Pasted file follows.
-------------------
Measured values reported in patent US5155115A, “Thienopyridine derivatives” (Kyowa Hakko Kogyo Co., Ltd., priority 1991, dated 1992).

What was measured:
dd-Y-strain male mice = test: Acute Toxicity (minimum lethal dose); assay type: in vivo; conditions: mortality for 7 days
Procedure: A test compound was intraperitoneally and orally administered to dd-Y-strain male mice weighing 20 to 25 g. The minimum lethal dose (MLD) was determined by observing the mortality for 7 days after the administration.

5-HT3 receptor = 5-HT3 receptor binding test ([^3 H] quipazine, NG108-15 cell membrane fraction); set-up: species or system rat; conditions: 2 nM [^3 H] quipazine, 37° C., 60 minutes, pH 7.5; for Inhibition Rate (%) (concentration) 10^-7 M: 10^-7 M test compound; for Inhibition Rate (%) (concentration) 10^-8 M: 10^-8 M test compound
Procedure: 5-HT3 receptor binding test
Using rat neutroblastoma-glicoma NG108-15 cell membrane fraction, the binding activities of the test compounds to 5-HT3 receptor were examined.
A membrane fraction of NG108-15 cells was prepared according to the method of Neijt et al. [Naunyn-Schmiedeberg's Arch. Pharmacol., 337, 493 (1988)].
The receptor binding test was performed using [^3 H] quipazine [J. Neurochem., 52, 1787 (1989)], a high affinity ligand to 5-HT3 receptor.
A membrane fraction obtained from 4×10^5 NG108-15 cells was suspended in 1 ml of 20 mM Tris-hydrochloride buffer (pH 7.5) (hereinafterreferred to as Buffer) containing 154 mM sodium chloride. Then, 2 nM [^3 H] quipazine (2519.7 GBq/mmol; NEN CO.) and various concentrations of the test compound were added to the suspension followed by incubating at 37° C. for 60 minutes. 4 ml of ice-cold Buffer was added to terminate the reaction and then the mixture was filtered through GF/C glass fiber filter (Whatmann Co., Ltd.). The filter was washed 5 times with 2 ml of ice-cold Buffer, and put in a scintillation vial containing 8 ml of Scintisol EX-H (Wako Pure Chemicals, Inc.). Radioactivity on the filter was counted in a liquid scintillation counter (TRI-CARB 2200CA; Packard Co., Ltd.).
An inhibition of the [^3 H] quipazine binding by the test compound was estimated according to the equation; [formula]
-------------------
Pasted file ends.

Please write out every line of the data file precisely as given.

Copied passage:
Measured values reported in patent US5155115A, “Thienopyridine derivatives” (Kyowa Hakko Kogyo Co., Ltd., priority 1991, dated 1992).

What was measured:
dd-Y-strain male mice = test: Acute Toxicity (minimum lethal dose); assay type: in vivo; conditions: mortality for 7 days
Procedure: A test compound was intraperitoneally and orally administered to dd-Y-strain male mice weighing 20 to 25 g. The minimum lethal dose (MLD) was determined by observing the mortality for 7 days after the administration.

5-HT3 receptor = 5-HT3 receptor binding test ([^3 H] quipazine, NG108-15 cell membrane fraction); set-up: species or system rat; conditions: 2 nM [^3 H] quipazine, 37° C., 60 minutes, pH 7.5; for Inhibition Rate (%) (concentration) 10^-7 M: 10^-7 M test compound; for Inhibition Rate (%) (concentration) 10^-8 M: 10^-8 M test compound
Procedure: 5-HT3 receptor binding test
Using rat neutroblastoma-glicoma NG108-15 cell membrane fraction, the binding activities of the test compounds to 5-HT3 receptor were examined.
A membrane fraction of NG108-15 cells was prepared according to the method of Neijt et al. [Naunyn-Schmiedeberg's Arch. Pharmacol., 337, 493 (1988)].
The receptor binding test was performed using [^3 H] quipazine [J. Neurochem., 52, 1787 (1989)], a high affinity ligand to 5-HT3 receptor.
A membrane fraction obtained from 4×10^5 NG108-15 cells was suspended in 1 ml of 20 mM Tris-hydrochloride buffer (pH 7.5) (hereinafterreferred to as Buffer) containing 154 mM sodium chloride. Then, 2 nM [^3 H] quipazine (2519.7 GBq/mmol; NEN CO.) and various concentrations of the test compound were added to the suspension followed by incubating at 37° C. for 60 minutes. 4 ml of ice-cold Buffer was added to terminate the reaction and then the mixture was filtered through GF/C glass fiber filter (Whatmann Co., Ltd.). The filter was washed 5 times with 2 ml of ice-cold Buffer, and put in a scintillation vial containing 8 ml of Scintisol EX-H (Wako Pure Chemicals, Inc.). Radioactivity on the filter was counted in a liquid scintillation counter (TRI-CARB 2200CA; Packard Co., Ltd.).
An inhibition of the [^3 H] quipazine binding by the test compound was estimated according to the equation; [formula]